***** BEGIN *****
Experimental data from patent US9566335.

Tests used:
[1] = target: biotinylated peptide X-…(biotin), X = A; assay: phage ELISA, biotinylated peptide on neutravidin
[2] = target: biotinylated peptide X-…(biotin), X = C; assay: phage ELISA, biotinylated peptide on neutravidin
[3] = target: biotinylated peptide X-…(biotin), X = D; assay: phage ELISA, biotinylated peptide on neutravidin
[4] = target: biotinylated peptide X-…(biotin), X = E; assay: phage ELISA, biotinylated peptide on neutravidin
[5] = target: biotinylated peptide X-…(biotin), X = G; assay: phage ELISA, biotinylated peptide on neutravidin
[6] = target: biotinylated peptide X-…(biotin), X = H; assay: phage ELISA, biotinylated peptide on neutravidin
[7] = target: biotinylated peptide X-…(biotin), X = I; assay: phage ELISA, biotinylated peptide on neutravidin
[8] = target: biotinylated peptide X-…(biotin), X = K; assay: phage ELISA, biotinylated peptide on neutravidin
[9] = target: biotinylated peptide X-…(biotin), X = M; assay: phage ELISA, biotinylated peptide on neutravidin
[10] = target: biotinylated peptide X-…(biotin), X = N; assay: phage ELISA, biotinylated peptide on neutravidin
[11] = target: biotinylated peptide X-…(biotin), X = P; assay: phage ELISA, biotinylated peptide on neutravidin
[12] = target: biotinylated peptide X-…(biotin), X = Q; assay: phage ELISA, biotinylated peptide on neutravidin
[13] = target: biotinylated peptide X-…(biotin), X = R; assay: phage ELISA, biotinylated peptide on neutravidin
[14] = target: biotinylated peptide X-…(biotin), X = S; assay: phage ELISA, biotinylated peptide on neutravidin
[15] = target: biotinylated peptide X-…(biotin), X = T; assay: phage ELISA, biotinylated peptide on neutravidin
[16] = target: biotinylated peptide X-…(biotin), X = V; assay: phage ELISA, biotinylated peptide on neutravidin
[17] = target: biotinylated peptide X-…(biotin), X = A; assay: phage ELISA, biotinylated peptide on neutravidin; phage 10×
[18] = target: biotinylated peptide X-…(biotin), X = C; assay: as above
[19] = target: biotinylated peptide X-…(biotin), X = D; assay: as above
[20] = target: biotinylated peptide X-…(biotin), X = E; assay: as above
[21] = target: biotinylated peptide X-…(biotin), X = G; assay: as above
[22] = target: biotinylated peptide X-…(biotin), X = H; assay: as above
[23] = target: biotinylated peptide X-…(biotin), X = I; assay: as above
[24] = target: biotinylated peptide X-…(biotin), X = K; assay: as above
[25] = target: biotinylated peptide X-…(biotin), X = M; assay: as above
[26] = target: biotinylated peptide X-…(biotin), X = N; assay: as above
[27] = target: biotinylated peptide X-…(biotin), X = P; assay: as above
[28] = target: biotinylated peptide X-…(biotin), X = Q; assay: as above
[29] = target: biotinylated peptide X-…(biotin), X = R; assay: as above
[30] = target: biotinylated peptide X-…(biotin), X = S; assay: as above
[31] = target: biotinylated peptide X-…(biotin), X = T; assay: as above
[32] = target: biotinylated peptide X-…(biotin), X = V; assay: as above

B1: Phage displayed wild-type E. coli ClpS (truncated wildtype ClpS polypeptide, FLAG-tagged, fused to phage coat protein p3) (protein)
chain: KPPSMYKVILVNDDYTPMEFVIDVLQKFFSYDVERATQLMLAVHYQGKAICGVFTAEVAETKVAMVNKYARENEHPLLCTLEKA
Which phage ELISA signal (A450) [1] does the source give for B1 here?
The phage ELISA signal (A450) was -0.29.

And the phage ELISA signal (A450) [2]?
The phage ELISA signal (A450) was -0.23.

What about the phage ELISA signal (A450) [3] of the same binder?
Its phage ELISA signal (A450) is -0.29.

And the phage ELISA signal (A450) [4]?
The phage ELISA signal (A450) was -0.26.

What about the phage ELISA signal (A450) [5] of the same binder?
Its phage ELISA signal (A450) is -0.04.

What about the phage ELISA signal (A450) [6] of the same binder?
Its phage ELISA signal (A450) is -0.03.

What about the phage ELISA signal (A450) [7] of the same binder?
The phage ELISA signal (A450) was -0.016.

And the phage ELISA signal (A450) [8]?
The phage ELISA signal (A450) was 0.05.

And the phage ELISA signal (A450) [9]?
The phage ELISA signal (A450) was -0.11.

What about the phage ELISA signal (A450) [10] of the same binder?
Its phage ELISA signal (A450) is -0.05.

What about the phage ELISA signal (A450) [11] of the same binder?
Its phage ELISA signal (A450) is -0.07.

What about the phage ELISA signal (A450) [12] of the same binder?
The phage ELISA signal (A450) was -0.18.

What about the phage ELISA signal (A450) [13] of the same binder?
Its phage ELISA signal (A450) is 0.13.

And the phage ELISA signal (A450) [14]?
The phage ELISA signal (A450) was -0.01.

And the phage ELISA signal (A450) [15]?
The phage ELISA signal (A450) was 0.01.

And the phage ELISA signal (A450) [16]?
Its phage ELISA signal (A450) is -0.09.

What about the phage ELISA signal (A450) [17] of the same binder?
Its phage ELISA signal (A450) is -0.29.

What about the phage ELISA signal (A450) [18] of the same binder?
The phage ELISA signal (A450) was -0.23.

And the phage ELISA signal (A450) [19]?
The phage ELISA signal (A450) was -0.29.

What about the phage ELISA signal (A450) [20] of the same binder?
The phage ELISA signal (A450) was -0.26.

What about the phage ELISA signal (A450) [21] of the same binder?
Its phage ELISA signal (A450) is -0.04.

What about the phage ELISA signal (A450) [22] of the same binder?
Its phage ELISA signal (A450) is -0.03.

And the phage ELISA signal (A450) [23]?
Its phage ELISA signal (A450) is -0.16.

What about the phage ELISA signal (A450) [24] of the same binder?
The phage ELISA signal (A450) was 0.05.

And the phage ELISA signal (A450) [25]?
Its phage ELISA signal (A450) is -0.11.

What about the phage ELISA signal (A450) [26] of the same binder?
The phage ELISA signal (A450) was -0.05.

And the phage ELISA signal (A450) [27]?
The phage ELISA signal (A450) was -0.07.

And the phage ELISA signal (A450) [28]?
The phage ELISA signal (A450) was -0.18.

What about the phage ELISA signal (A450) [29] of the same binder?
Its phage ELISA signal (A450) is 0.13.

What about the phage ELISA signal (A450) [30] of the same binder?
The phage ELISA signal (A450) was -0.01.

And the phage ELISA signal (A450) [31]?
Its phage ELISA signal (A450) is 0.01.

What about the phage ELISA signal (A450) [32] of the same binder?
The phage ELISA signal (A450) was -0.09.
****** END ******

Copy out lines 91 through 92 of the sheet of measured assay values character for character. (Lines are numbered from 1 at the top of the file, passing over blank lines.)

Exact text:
And the phage ELISA signal (A450) [28]?
The phage ELISA signal (A450) was -0.18.